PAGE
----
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Why does this happen whenever I try to take a few days off? The market for dubious predictions has geared up in earnest!

While on vacation I was watching the market (but without my customary TIVO), events developed exactly as I predicted. I warned about signal and noise, the challenge to traders, and the opportunity for long-term investors.

I have also been reading Nate Silver's book, The Signal and the Noise, which includes a lot of wisdom on these topics. I plan a full review when I finish. One of Silver's points concerns predictions without any confidence interval. Many themes will be familiar to readers of "A Dash" since I highlight pundits who claim expertise outside of their "happy zone." Let us highlight the three worst items from the past week.

  • The fiction -- the ECRI claims that we are now in a recession. This is ECRI 4.0 after their 2011 forecast failed, their revised 2012 forecast failed, and their complaint about seasonal adjustments being wrong has not proven out. They are now playing out the last straw, that they are the only ones who can forecast recessions in advance and that no one else knows until after it is over. This will obviously require a deeper look. Let me cite the most obvious incorrect statement in their claims: The business cycle has peaked and they are the only ones who know this.

The reality. No one knows whether the current period will eventually be defined as a recession. A recession requires a significant decline (which you do not know until you have seen it). At that point the NBER goes back to the last peak. The ECRI presentation last week "assumed facts not in evidence." They are ignoring the reduction in business spending before the election and the fiscal cliff. They are exploiting the Super storm Sandy effects. We can expect them to pound the drum even more during the next month, since the weak patch will take a couple of months to sort out.

I have a personal sadness about this, since I like and admire the ECRI principals. I am going to write another piece about how and why their methods failed. I wish that they had just been willing to accept the changing evidence -- and maybe open the kimono a little bit.

  • The fiction --- the decline to zero growth. GMO's Jeremy Grantham opines that the US economy is on a zero growth path until 2050. He focuses on the two best drivers of growth -- population and productivity. In this CNBC segment Maria Baritromo breathlessly praises Grantham:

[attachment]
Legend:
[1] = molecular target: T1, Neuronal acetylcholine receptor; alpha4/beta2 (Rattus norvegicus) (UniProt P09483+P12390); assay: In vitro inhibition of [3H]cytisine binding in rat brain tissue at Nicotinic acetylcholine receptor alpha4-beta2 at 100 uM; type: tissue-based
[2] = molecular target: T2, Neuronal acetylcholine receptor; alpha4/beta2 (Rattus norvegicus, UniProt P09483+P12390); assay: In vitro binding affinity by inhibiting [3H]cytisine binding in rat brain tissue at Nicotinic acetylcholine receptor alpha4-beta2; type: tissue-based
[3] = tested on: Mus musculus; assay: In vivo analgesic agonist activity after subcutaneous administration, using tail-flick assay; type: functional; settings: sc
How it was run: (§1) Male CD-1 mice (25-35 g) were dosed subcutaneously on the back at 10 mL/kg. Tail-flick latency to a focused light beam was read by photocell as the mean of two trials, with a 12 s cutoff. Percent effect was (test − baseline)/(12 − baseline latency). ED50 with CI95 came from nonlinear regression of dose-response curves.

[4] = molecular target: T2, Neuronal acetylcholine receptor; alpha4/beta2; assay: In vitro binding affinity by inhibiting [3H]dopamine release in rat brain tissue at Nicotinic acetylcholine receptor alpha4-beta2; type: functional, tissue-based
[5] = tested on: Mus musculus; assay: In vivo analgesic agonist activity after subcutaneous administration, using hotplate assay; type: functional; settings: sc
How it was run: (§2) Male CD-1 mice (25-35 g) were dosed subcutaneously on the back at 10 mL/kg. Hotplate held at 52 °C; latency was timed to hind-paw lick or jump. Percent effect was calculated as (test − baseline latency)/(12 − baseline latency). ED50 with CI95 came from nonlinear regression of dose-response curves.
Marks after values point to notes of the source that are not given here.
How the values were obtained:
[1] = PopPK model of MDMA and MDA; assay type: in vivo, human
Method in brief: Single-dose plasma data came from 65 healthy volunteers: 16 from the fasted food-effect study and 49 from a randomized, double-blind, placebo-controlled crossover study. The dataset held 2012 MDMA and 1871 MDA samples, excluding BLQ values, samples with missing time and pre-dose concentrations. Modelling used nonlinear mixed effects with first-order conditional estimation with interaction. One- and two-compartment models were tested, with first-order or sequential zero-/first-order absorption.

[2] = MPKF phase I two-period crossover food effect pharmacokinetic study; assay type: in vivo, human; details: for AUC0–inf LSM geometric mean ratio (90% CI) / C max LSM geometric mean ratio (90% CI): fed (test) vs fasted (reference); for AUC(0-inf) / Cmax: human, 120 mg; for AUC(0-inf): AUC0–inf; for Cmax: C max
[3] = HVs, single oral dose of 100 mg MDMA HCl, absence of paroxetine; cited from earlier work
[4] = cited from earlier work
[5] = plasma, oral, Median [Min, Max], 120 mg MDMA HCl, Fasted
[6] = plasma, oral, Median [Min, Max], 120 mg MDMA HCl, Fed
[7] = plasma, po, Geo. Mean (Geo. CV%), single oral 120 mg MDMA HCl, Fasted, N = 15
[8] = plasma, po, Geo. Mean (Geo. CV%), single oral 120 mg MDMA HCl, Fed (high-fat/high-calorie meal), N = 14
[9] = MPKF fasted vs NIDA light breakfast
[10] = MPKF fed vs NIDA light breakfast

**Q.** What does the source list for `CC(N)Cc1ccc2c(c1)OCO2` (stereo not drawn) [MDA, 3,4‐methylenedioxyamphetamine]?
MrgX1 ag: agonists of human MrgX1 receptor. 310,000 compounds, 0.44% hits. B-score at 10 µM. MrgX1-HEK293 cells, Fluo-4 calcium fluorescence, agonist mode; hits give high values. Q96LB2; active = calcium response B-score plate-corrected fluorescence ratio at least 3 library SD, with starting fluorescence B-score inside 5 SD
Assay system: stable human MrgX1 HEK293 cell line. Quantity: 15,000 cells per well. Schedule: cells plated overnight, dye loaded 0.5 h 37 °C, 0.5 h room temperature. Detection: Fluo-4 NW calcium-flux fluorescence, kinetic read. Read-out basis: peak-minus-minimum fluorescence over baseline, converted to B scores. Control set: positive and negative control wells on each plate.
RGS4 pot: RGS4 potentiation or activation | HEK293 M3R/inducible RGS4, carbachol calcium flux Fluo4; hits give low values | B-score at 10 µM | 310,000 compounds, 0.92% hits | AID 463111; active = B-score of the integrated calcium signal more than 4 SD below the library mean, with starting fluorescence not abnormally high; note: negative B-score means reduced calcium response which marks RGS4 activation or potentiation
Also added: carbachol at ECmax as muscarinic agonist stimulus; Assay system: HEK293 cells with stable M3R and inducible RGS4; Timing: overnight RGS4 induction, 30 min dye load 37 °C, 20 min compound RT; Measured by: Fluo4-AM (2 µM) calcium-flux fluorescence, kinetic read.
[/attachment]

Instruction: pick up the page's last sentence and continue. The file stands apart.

...He gets paid to make predictions, Steve. that's what he's doing. by the way, his former predictions have been right. let's give him that.

The reality. No one knows what will happen in 2050. Grantham has ignored a decline in immigration (something that has helped US GDP in the past) to support his perma-bear position. Pretending to this kind of knowledge gets headlines, but should be a warning signal to investors. The media commentary points out that he manages a gazillion dollars or so. Maybe a few of those investors should look to managers who are more grounded in facts.

And by the way, maybe Maria should cite Grantham's track record -- 47% -- before claiming that he has made so many great calls. Anyone who takes this silly prediction seriously should look back forty years for a comparison.

  • The fiction. The latest new and greatest recession indicator. This is from Lance Roberts (who without apology highlighted the bogus 100% recession indicator). He is now back with a new entry, endorsed by John Hussman. Roberts takes some existing economic forecasting indicators that do not initially give the result he hopes for. He then does some arithmetic and creates something that has a lame correlation to past recessions. Hussman (who does similar things) embraces this approach.

The Reality. The St. Louis Fed creates about 60,000 data series. If you do some math transformations as Roberts did, you can turn this into a million or so possibilities. If you then set a "trigger" at an arbitrary level based upon a handful of past cases (the way Hussman does) you can multiply this into the hundreds of millions range.

It is bad research, bad methodology, and a seriously misleading result. It is impossible to prove, since the bad guys used all of the data. There is nothing left to prove them wrong.

Conclusion

So much bogus commentary, and so little time. Can't a guy take a few days off?

I will follow up on all of these themes. Here are the main ideas:

Recession

The ECRI errors will require a more careful review -- it is on my agenda. Meanwhile, you can get the basic concept of their mistake by reviewing my recession forecasting page.

Fiscal Cliff

This theme continues with silly trading in the absence of information. Listen up! We have no new information since the election. We will not know anything new for a few weeks. Trade at your peril.

Opportunity

It almost seems too obvious. So many have so much at stake in scaring investors. They have clearly won the battle, with aggressive money flowing into anything with a high yield and conservative money going to farmland and ammunition. My conversations with investors show that many are scared witless (TM OldProf).

Since the big rewards go to the contrarian investor, there are some great opportunities.

I like CAT as the proxy stock for an economic rebound, although it is (incorrectly) China-centric. I also like some health care insurers and defense stocks -- UNH and LMT as examples -- as winners in the fiscal cliff compromise. AFL is a good play if there is no disaster in Europe.

These are complex questions, so I plan to write more on each issue.

Source: A Bull Market In Bad Predictions